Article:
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Fort Stewart Commemorates 9/11
FS commemorates 911
U.S. Army Command Sgt. Maj. Quentin Fenderson, the senior enlisted advisor for 3rd Infantry Division, rings a ceremonial bell during the division’s 9/11 “Patriot Day '' remembrance ceremony at the Alwyn Cashe Memorial Garden on Fort Stewart, Georgia, Sept.10, 2021. The ceremony marked the 20th anniversary of the terrorist attacks on Sept. 11, 2001, and honored the thousands of civilians, police officers, firefighters, medical personnel, and members of the military that gave their lives at the World Trade Center, at Shanksville, Pennsylvania, and the Pentagon as well as the memory of the Dogface Soldiers killed in the subsequent war on terrorism.(U.S. Army photo by Sfc. Justin Naylor)

(FORT STEWART) –U.S. Army Soldiers and civilians of the 3rd Infantry Division, alongside Fort Stewart police and fire emergency services personnel, held a 9/11 “Patriot Day” Remembrance Ceremony at the Alwyn Cashe Memorial Garden on Fort Stewart, Georgia, Sept. 10, 2021, to commemorate the 20th anniversary of the September 11th terrorist attacks.

Hosted by 3rd ID’s command team, Maj. Gen. Charles Costanza and Command Sgt. Maj. Quentin Fenderson, the event focused on encouraging Soldiers to take time to personally reflect on the service and sacrifices of the people lost, and to share in the response and resilience of the survivors and the United States.

“As I drove in this morning on the back road, I saw the pictures of the 2,977 people we lost on September 11; 412 of them were first responders,” said Costanza. “So as we talk about why tomorrow is Patriot Day, it is because of service. For all of our first responders that are here today, thank you for your service. Thank you for what you do. Service is more than just this uniform,” he said, pointing at his own Army uniform. “For a lot of it, it's about you.”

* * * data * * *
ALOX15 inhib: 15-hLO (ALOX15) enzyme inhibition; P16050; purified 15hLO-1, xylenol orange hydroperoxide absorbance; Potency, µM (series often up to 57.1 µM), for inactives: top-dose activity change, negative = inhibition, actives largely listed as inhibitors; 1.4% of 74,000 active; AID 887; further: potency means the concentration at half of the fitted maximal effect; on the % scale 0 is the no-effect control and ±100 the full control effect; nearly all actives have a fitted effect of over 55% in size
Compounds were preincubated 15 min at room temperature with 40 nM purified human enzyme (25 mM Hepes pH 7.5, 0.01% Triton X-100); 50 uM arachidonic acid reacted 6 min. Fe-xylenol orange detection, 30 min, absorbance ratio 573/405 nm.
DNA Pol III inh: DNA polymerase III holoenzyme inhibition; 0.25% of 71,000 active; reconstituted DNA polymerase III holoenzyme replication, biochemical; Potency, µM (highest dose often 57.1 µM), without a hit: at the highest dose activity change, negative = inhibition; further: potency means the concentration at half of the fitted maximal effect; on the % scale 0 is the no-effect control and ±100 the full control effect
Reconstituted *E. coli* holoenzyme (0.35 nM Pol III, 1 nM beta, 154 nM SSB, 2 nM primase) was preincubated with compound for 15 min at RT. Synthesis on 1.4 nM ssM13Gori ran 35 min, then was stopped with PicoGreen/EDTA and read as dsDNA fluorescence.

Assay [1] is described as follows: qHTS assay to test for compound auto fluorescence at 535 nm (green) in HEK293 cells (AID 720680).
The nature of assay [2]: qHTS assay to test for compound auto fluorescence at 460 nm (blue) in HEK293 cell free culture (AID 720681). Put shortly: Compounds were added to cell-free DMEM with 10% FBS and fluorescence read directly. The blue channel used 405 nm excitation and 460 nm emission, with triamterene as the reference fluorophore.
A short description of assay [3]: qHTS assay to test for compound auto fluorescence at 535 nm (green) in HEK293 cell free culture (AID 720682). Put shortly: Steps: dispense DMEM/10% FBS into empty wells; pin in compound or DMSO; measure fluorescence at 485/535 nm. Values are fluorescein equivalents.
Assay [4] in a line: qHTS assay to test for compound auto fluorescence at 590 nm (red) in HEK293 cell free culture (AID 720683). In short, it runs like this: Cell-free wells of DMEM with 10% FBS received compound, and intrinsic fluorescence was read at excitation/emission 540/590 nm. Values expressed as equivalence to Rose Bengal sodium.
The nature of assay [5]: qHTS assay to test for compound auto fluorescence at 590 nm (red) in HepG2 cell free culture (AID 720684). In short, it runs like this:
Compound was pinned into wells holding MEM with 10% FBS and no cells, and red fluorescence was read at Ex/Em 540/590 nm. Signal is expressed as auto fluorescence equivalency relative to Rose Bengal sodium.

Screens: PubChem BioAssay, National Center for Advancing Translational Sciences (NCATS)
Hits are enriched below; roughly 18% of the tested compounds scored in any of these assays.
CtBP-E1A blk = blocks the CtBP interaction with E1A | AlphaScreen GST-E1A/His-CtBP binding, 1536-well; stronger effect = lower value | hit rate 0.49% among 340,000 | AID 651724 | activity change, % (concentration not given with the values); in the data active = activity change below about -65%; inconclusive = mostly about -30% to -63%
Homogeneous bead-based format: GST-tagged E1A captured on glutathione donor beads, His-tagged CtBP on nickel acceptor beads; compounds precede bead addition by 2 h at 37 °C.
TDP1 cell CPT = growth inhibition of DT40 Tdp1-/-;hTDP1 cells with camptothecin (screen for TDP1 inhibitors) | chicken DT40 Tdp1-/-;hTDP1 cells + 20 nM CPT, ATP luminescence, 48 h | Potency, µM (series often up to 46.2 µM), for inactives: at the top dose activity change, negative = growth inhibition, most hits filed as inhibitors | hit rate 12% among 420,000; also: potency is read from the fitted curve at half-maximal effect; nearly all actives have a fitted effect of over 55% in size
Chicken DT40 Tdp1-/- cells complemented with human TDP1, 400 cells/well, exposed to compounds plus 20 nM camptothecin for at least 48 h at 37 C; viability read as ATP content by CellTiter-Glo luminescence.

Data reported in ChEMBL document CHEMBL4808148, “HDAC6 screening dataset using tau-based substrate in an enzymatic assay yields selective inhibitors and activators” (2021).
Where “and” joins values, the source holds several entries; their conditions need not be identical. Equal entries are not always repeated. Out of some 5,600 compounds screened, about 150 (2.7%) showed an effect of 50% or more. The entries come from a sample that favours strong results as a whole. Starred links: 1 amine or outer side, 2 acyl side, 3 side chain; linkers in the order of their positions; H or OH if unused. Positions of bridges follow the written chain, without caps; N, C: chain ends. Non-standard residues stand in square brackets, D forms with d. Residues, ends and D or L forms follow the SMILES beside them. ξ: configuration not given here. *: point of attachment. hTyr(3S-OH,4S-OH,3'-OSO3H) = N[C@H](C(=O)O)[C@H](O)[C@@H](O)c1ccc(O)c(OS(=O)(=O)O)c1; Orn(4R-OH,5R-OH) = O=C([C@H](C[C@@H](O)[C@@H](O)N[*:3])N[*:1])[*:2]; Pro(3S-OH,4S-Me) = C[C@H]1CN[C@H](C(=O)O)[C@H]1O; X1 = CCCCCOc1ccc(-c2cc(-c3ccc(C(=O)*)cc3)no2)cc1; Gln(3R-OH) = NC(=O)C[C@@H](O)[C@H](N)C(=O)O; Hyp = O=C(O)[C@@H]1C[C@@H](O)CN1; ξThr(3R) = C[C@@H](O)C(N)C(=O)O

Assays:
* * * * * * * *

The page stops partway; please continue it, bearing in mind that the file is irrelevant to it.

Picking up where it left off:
Costanza encouraged attendees to reflect on the service members that lost their lives fighting in Iraq or Afghanistan after the events of 9/11.

Many Soldiers attribute the heroic efforts they witnessed on 9/11 and afterward as their inspiration for serving in the military. Costanza said young service members personally inspire him, emphasizing emergency services member, Pfc. Lucas Williams, age 19, who was not even born at the time of the terrorist attacks. Williams serves as a firefighter on Fort Stewart and assisted Fire Chief Steven Kelly during the ceremony in laying a wreath in honor of firefighters and emergency medical personnel.

Laying a wreath in honor of police officers was Lt. Col. Craig Giancaterino, the commander of the 385th Military Police Battalion and the Fort Stewart and Hunter Army Airfield Police Chief, Bart Knoch.

The 3rd ID command team laid the final wreath in honor of Soldiers and civilians lost in the attacks.

September 11, 2001, changed more than the skyline of New York City; the attacks changed a generation of Americans, the Army and the world.

At the time of the attacks, Fenderson was serving in Manhattan as an Army recruiter with the New York City Recruiting Battalion. He was in the city that day with another recruiter from the Air Force and their government vehicle was parked in one of the Twin Towers. He recounted running from the site and assisting others lost in the chaos as they made their way on foot to their own headquarters located miles away. Covered in dust and having worn through the Army dress shoes he was wearing, Fenderson remembers helping others while still trying to understand the scope of what was happening around them.

The ceremony included a firing party, moment of silence, the playing of taps, laying of wreaths and the ringing of a ceremonial bell from Fort Stewart Fire Station 1 in sequence with a reading of the timeline of tragic events of 9/11. Early Friday morning, participants of the Fort Stewart 9/11 Remembrance Run rang the bell as they completed the race.


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